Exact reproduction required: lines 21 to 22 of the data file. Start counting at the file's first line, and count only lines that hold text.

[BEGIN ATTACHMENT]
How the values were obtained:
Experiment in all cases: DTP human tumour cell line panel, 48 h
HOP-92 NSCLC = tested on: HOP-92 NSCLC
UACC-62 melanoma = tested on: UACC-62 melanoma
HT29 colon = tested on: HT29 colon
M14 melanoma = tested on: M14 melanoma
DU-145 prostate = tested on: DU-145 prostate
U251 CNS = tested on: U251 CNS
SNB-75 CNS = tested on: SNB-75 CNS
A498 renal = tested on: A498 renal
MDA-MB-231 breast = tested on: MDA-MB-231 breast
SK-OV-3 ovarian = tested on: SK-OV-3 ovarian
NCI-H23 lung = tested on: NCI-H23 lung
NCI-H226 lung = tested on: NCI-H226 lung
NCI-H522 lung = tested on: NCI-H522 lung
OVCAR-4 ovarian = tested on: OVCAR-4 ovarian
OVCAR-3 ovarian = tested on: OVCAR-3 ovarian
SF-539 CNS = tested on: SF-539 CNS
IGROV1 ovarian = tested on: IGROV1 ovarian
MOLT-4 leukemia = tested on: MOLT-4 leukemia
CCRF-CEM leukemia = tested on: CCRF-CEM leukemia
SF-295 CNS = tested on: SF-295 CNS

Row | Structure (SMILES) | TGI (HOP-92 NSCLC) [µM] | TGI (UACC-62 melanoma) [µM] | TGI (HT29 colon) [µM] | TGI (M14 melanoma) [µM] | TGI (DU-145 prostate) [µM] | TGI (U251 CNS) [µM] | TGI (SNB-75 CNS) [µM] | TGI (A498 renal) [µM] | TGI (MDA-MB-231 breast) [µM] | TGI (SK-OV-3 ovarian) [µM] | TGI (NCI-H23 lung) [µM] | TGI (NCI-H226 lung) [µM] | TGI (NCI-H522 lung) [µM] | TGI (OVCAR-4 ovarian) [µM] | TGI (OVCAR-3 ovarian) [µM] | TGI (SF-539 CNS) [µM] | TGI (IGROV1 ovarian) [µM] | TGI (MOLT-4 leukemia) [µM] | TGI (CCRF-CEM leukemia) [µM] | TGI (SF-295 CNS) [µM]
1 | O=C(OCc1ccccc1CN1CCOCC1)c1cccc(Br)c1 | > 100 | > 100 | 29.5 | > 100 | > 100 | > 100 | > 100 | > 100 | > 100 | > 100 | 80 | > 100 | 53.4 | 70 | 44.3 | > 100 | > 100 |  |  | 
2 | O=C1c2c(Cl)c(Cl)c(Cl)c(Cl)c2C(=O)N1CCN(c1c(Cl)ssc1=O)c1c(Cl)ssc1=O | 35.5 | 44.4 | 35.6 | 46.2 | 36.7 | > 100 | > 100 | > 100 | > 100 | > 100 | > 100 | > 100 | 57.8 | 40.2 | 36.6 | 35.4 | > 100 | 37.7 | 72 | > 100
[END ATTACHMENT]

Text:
CCRF-CEM leukemia = tested on: CCRF-CEM leukemia
SF-295 CNS = tested on: SF-295 CNS